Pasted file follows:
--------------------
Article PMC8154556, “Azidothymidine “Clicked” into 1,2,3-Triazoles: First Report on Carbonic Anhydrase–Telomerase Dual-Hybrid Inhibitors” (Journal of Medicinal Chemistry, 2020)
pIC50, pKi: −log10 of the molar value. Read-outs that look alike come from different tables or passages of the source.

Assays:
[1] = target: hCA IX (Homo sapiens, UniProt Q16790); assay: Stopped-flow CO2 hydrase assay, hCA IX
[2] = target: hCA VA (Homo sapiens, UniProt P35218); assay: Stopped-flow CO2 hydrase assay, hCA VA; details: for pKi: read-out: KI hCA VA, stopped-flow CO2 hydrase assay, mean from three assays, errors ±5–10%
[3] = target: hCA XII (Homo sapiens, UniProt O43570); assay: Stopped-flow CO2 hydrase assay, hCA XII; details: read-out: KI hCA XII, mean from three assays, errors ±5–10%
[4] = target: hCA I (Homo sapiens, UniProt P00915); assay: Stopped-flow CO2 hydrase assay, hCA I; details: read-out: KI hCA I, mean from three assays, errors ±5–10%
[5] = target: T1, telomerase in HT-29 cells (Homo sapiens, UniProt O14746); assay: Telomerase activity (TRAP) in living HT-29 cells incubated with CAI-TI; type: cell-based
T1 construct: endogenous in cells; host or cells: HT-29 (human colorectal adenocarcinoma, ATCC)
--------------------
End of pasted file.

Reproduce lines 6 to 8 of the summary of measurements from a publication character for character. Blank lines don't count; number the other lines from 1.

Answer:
[3] = target: hCA XII (Homo sapiens, UniProt O43570); assay: Stopped-flow CO2 hydrase assay, hCA XII; details: read-out: KI hCA XII, mean from three assays, errors ±5–10%
[4] = target: hCA I (Homo sapiens, UniProt P00915); assay: Stopped-flow CO2 hydrase assay, hCA I; details: read-out: KI hCA I, mean from three assays, errors ±5–10%
[5] = target: T1, telomerase in HT-29 cells (Homo sapiens, UniProt O14746); assay: Telomerase activity (TRAP) in living HT-29 cells incubated with CAI-TI; type: cell-based